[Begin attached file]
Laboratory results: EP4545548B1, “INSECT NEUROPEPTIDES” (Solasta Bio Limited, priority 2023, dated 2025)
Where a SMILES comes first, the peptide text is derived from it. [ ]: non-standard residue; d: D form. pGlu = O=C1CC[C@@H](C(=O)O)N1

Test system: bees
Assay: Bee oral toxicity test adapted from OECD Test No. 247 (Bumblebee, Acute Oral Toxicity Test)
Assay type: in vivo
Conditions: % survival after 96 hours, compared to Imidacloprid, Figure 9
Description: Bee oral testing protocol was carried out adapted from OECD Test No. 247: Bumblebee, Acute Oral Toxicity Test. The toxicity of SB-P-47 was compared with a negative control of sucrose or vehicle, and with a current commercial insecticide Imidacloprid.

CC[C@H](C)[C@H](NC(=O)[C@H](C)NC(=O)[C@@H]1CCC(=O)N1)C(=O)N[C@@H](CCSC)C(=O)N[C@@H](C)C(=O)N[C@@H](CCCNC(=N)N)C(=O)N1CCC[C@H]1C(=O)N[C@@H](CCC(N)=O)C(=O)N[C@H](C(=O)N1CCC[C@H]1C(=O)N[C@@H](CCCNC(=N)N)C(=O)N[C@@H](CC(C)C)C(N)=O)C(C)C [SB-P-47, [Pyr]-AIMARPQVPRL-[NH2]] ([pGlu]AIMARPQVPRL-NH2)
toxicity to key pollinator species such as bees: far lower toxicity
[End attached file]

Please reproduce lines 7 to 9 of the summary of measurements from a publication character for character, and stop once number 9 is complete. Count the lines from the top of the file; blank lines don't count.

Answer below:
Description: Bee oral testing protocol was carried out adapted from OECD Test No. 247: Bumblebee, Acute Oral Toxicity Test. The toxicity of SB-P-47 was compared with a negative control of sucrose or vehicle, and with a current commercial insecticide Imidacloprid.

CC[C@H](C)[C@H](NC(=O)[C@H](C)NC(=O)[C@@H]1CCC(=O)N1)C(=O)N[C@@H](CCSC)C(=O)N[C@@H](C)C(=O)N[C@@H](CCCNC(=N)N)C(=O)N1CCC[C@H]1C(=O)N[C@@H](CCC(N)=O)C(=O)N[C@H](C(=O)N1CCC[C@H]1C(=O)N[C@@H](CCCNC(=N)N)C(=O)N[C@@H](CC(C)C)C(N)=O)C(C)C [SB-P-47, [Pyr]-AIMARPQVPRL-[NH2]] ([pGlu]AIMARPQVPRL-NH2)
toxicity to key pollinator species such as bees: far lower toxicity